The lone voice of horticultural reason

Late August Reminders

As our relaxing Labor Day weekend festivities become memories and the kids head back to school it’s easy to pack it in from a gardening standpoint. I must admit it’s tempting to sit back and do nothing more than watch the sedums, boltonias, asters, solidagos, chrysanthemums and rest of the fall bloomers in my garden burst into color over the next five weeks. After all, it’s been a pretty good year for growing flowers and an acceptable, if modest, year for vegetables.

Then experience kicks in, or perhaps stubborness, and I realize that giving up now, early in the fourth quarter, is what bad football teams do.

Now is an excellent time to move perennials. For too long I’ve saved this simple task for the spring, and whereas that’s the best time to divide most perennials, an early jump on next year can be made by moving entire clumps now, up until mid-month. I’ve never lost a perennial moved at this time of year, and you shouldn’t worry, provided the areas you move the plants to contain good gardening soil and you water them in well. I add a little 0-18-0 super phosphate to the soil to stimulate a quick shot of root growth, but like so much of what I do, it isn’t absolutely necessary.

When it comes to plants we divide in the fall, you can still squeak by this week if you need to divide your irises. Clumps should be divided every three to four years. Wait and divide them in the spring and you’ll see little bloom until the following year. (Moving them in early spring, provided you take the entire clump with plenty of soil around it, is something I’ve had good success with, and plenty of bloom that same year.) Oriental poppies are another odd duck that won’t bloom if divided in the spring. August is the best month for dividing them, but you can cheat a little bit. If your clump has grown large and dead in the middle, get to it in the next few days and they’ll be eager to bloom next year.

This week and next is a perfect time to sow grass seed on thin or barren patches of lawn. The cooler yet still sunny weather allows grass to grow enough roots to survive the upcoming winter without having to also battle the intense heat of earlier months. Be sure to loosen the soil in the areas you seed to a depth of at least three inches, definitely use a fertilizer designed for grass seed and be mindful that the most common mistake made when sowing grass seed is to sow too thick. But most important, before you sow, take a step back and ask yourself if the area wouldn’t look better if you simply plunked a new flower bed there instead, and to heck with the grass.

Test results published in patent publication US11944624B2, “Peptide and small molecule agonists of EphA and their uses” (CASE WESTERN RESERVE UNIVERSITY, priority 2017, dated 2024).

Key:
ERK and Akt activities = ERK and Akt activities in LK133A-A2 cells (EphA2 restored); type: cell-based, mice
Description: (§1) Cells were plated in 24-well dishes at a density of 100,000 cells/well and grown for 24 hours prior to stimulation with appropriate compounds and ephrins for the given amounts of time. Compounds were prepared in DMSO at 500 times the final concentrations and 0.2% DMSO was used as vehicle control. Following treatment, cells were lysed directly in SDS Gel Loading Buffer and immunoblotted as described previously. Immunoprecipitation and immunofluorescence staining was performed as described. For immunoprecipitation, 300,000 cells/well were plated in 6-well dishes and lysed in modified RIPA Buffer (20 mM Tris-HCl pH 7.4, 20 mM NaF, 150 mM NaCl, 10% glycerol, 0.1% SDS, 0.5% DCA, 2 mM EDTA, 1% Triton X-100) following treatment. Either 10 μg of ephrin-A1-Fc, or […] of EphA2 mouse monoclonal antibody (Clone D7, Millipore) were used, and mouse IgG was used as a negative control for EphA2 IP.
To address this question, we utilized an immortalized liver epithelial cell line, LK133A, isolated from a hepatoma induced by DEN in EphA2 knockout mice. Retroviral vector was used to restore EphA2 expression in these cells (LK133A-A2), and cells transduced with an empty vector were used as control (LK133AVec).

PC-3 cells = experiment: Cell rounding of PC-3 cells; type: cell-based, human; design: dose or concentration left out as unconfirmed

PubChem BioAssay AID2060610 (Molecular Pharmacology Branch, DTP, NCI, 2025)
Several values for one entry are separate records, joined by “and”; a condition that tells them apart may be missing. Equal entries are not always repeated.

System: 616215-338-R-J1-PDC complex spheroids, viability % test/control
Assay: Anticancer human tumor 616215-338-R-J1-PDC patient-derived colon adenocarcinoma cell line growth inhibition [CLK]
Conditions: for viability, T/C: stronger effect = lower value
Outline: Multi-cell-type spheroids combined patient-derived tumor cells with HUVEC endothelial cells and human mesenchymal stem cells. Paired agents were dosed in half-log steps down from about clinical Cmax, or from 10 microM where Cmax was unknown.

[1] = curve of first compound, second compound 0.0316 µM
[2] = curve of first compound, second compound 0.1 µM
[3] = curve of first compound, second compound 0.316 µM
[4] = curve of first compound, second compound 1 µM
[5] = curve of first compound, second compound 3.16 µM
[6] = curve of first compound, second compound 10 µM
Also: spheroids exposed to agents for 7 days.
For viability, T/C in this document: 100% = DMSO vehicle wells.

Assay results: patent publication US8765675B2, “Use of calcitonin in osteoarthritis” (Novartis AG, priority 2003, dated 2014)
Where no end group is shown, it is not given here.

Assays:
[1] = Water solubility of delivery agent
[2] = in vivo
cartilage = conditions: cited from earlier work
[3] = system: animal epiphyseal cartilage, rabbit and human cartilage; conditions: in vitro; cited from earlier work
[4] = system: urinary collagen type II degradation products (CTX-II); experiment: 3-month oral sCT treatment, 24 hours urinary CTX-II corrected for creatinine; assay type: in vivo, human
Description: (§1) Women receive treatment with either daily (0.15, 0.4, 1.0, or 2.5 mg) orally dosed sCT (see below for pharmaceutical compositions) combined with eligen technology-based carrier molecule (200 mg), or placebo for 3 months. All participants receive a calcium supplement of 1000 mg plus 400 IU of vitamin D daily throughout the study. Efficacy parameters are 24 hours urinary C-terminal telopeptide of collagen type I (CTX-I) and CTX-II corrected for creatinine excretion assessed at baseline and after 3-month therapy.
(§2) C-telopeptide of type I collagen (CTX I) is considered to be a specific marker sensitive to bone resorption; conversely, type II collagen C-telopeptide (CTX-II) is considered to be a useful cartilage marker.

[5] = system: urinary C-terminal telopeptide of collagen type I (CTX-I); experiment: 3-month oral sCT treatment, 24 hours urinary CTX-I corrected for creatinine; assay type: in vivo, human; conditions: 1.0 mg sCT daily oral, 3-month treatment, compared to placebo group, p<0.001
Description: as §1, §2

Now is a good time to take notes for next year, while this year’s successes and failures are fresh in your mind, or perhaps still before your eyes. If you don’t already keep a notebook of your garden observations, consider starting one. I have a nice planting of sedum ‘Vera Jameson’ in the middle of one bed that is just getting ready to hit bloom, and it’ll be fine, but already I can see there’s a better spot for it nearer the corner; it’s too close now to the other fall bloomers, whereas that corner is going to have nothing going on this fall. So I write that in my notebook because next spring I’ll never remember.

I made a dreadful mess of my biggest, oldest perennial bed this year, and have made a lot of notes for next spring. Lilies that I had moved from the middle of the bed to the rear last fall all came in not taller, but the same height as the too-large wave of echinops (globe thistle) in front of them, and their whole effect was lost. I had divided the echinops this spring and it took off on me, growing taller and fuller than the previous year. I also broke a cardinal rule when I placed a large wave of red phlox too close to the front. Every book ever written on color in the garden warns you that red is the most noticeable, sucking the life out of the colors behind it. You can be sure that I used red ink-and capital letters-four weeks ago when I wrote, “NEXT YEAR, GET THAT *!!#*%!#! RED PHLOX OUTTA THERE!”

Don Engebretson
The Renegade Gardener